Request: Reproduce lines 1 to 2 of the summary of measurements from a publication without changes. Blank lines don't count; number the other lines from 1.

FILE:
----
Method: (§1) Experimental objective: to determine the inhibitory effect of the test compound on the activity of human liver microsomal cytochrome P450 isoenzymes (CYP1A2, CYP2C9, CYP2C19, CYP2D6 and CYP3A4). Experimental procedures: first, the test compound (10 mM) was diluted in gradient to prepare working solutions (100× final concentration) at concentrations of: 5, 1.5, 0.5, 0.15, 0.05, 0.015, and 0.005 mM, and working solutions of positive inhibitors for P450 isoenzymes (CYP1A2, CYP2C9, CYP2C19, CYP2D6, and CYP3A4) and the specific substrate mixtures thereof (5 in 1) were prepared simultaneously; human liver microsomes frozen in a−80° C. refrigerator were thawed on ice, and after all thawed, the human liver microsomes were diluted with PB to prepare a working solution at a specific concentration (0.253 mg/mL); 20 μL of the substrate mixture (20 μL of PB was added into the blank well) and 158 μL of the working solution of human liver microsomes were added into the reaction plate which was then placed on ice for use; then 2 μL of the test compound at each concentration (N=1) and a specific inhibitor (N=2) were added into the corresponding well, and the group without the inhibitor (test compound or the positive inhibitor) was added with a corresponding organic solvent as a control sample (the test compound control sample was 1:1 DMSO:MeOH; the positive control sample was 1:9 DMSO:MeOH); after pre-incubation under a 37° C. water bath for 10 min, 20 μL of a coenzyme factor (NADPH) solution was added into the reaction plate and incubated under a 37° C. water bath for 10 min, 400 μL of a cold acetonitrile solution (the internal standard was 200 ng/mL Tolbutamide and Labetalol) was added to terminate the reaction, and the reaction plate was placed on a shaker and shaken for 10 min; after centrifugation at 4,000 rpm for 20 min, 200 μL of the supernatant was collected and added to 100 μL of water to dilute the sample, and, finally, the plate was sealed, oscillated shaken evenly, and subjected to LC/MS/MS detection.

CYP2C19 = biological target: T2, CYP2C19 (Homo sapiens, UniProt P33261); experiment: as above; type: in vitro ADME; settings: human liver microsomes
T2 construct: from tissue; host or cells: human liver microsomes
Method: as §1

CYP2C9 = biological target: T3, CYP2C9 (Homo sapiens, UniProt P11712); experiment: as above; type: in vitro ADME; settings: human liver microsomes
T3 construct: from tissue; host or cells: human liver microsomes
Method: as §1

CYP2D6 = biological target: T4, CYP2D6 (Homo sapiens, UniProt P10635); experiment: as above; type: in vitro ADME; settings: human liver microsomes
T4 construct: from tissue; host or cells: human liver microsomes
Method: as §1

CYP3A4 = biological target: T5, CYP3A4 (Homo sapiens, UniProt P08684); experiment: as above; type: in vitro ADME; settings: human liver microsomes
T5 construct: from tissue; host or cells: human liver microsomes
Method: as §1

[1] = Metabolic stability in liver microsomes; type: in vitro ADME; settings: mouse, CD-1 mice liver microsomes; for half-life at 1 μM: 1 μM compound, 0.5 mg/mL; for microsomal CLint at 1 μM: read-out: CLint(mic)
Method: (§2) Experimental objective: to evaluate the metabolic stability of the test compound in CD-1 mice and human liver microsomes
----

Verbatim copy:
Method: (§1) Experimental objective: to determine the inhibitory effect of the test compound on the activity of human liver microsomal cytochrome P450 isoenzymes (CYP1A2, CYP2C9, CYP2C19, CYP2D6 and CYP3A4). Experimental procedures: first, the test compound (10 mM) was diluted in gradient to prepare working solutions (100× final concentration) at concentrations of: 5, 1.5, 0.5, 0.15, 0.05, 0.015, and 0.005 mM, and working solutions of positive inhibitors for P450 isoenzymes (CYP1A2, CYP2C9, CYP2C19, CYP2D6, and CYP3A4) and the specific substrate mixtures thereof (5 in 1) were prepared simultaneously; human liver microsomes frozen in a−80° C. refrigerator were thawed on ice, and after all thawed, the human liver microsomes were diluted with PB to prepare a working solution at a specific concentration (0.253 mg/mL); 20 μL of the substrate mixture (20 μL of PB was added into the blank well) and 158 μL of the working solution of human liver microsomes were added into the reaction plate which was then placed on ice for use; then 2 μL of the test compound at each concentration (N=1) and a specific inhibitor (N=2) were added into the corresponding well, and the group without the inhibitor (test compound or the positive inhibitor) was added with a corresponding organic solvent as a control sample (the test compound control sample was 1:1 DMSO:MeOH; the positive control sample was 1:9 DMSO:MeOH); after pre-incubation under a 37° C. water bath for 10 min, 20 μL of a coenzyme factor (NADPH) solution was added into the reaction plate and incubated under a 37° C. water bath for 10 min, 400 μL of a cold acetonitrile solution (the internal standard was 200 ng/mL Tolbutamide and Labetalol) was added to terminate the reaction, and the reaction plate was placed on a shaker and shaken for 10 min; after centrifugation at 4,000 rpm for 20 min, 200 μL of the supernatant was collected and added to 100 μL of water to dilute the sample, and, finally, the plate was sealed, oscillated shaken evenly, and subjected to LC/MS/MS detection.

CYP2C19 = biological target: T2, CYP2C19 (Homo sapiens, UniProt P33261); experiment: as above; type: in vitro ADME; settings: human liver microsomes